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Lecture 2

Lecture 2 - Developmental Psychology

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University of Waterloo
Richard Ennis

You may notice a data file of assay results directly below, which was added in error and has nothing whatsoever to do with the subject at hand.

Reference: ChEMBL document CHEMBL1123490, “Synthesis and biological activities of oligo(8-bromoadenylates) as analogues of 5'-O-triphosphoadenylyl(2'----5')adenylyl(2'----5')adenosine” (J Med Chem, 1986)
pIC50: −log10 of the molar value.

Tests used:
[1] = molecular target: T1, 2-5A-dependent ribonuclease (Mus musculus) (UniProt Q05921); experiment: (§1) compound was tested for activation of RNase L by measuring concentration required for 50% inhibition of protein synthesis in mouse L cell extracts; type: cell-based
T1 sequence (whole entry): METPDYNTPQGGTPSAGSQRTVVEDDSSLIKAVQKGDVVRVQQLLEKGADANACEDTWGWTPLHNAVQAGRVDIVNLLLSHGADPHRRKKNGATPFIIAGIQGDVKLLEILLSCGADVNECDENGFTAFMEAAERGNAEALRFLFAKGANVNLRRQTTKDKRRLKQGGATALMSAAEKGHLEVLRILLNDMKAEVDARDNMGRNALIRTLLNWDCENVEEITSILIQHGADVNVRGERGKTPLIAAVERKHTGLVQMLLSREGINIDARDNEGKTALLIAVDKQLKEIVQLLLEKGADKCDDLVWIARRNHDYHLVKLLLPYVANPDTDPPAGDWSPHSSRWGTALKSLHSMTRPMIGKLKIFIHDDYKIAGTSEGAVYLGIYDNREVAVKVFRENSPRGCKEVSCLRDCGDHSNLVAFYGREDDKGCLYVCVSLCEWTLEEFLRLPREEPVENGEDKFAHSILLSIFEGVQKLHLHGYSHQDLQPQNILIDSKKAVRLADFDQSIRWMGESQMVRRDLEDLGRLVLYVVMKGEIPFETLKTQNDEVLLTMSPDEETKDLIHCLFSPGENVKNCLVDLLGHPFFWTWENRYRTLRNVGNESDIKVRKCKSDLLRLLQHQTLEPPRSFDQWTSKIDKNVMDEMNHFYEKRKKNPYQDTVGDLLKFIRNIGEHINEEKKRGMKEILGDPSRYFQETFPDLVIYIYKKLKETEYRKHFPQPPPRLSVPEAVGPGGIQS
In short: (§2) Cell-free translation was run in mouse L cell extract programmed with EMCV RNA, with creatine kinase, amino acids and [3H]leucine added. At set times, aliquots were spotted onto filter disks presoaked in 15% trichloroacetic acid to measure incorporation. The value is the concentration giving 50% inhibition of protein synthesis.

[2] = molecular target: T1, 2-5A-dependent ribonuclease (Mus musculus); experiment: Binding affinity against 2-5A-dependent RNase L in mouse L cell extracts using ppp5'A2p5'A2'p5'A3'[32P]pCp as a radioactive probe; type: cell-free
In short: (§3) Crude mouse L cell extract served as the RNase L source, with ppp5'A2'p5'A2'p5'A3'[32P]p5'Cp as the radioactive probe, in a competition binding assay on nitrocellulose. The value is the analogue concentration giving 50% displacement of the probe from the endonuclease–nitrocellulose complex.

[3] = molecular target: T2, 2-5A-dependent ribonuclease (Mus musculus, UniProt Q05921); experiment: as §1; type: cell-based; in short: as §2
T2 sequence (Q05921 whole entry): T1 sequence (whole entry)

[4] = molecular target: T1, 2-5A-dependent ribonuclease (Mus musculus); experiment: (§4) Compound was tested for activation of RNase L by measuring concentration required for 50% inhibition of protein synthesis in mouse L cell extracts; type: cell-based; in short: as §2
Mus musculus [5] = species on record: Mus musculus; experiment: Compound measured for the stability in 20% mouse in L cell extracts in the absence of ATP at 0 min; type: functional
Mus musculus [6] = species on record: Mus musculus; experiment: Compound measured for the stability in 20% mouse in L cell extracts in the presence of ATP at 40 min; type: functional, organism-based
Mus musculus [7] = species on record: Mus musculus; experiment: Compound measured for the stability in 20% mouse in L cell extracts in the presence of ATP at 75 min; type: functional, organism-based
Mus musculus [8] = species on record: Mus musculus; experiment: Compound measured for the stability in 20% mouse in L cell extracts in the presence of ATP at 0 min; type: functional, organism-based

Lecture 3: Developmental Psychology Background: The Industrial Revolution • During the industrial revolution, children were seen as mini adults (the sapling theory). • Sigmund Freud developed a different way of thinking about development (stage theory), where children go through different age ranges, and at every age they are a different creature (the caterpillar theory; children look quite different from us, and have the ability to develop into adults). • Jean Piaget examined children and found they were very different from adults. Prior to his research, children were employed at ages as young as six without a second thought. Most children didn’t receive education outside of home and the workplace; only the most privileged received external education. • Alfred Baney suggested the concept of universal education, rather than only certain children being educated. Following this, other laws such as the child labour laws were put in place. Affective Development: Attachment Theory Harry Harlow: A behaviourist during the 1950s; used chimpanzees to further his research rather than the common observation animal in a lab (rats). - When breeding chimps for more research, they would separate the baby from the mother at birth because they had found that captive mothers didn’t make good mothers. When they were kept in their own cages, they would have cloth diapers left on the bottom of the cage for them to do their business on. Every time the lab asst.’s had to clean the cages, the babies would cling to the diapers for dear life and would cry for it until it was replaced. Harlow noted that the babies were falling in love with the diapers in place of their mothers (something to cuddle, warmer than the rest of the cage). Theories about mothers: 1. Freud; believed that babies were highly sexual beings in the area of the mouth. Because breast feeding is common, it was determined that the child felt strongly for their mothers for fulfilling this sexual need. 2. Behavioralist view; basic needs were met, and the baby would associate with the person who brought them the things they needed (usually the mother). Both theories have attachment as a secondary. A theory was developed concerning evolutionary emotion, questioning if we came into this world willing and ready to fall in love with something in our environment. This loving bond would highly increase the survival of the child, as they would have the bigger entity to defend, feed, and care for themselves. Harlow developed a concept about attachment being a primary rather than a secondary process to prove his theory about the chimp and the diaper. (Monkey rearing experiment using a two surrogate mothers, one made of wire and the other of cloth.) The cloth mother was initially preferred. Harlow attaches a bottle to the wire mother; according to old theories, the infant should fall in love with the wire mother because of this. Independent variables Dependant Infants fed by Infants fed by Variables cloth mother wire mother Contact time Cloth Cloth with wire vs. ~18hr/day ~18hr/day cloth mother Wire ~2hr/day Wire ~2hr/day Reaction to Ran and clang Ran and clang frightening to the cloth to cloth mother object mother Reaction to Ran and clang Ran and clang being in a to cloth mother, to cloth mother, strange then gradually then gradually environment explored using explored using with both the clothe the clothe mothers mother as a mother as a security base. security base. Reaction to Immobilized, Immobilized, being placed in crouching, crouching, a strange crying, thumb- crying, thumb- environment sucking. sucking. with neither mother Reaction to Immobilized, Immobilized, being placed in crouching, crouching, a strange crying, thumb- crying, thumb- environment sucking. sucking. with wire mother only This demonstrates that Freud and the Behaviourists’ theories weren’t accurate, and that we have an evolutionary possibility to be born with the ability to love instantaneously, thereby creating a protective place for the child until such time as it is able to care for itself. Mary Ainsworth: a behavioralist who enlisted the help of mothers with children to continue Harlow’s studies around attachment. • Created the experiment called “The Strange Situation”; two chairs were in the room, with toys and other objects further away from the chair. The mother and child were sat on one chair, and a strange woman placed in the chair opposite. The mother was told to behave naturally, except for the catch that she isn’t allowed to leave her chair. The child’s reactions were measured. • It was found that when the children reached the toys, they would have fun with the toys but would situate themselves by sitting facing their mothers; as if the child was trying to share the joy with their mother. • When the strange woman entered the room, the baby would crawl back to their mother and would stay with them while they took time to settle down and assess the situation. The baby would return to the toys after getting the sense that the situation was safe. • At one point, the mother was told to leave the room. The baby would experience separation/stranger anxiety, often crying and pulling themselves onto the chair where their mother had been seated. After a little while, the baby would calm down; it almost seemed like the child calmed down with the thought that their mother wouldn’t leave them alone in a dangerous situation, and that she would come back. The baby would return to the toys, with a more reserved playing experience. • When the mother comes back, the baby would go immediately to the mother for a momentary reunion. The baby would afterwards return to the toys. • Finally, both women left. The baby would experience severe separation anxiety, but would calm down. • The stranger re-enters the room, and the children seemed slightly reassured (though not as excitable as with the reunion with the mother). They would often return to their mother’s chair again. • Then the mother would return, and the reunion would reoccur. 67% of children in this experiment behaved this way. This replication of Harlow’s experiment led Mary to conclude that the evolved love between a mother and a child is a great security/trust component. There were two other reactions noted by Mary outside of the secure attachment pattern (noted above), dubbed the insecure attachment patterns: - Ambivalent/Resistant pattern (15%); cries uncontrollably when the mother leaves, not responding to comforting from the stranger, and takes a little while to calm down when the mother returns. When the mother returns, the baby will seem to be happy she is back, but ticked off that she left period. Mother to child dialogue is different, leaving the infant confused. They want to intervene, rather than allowing the child to figure things out themse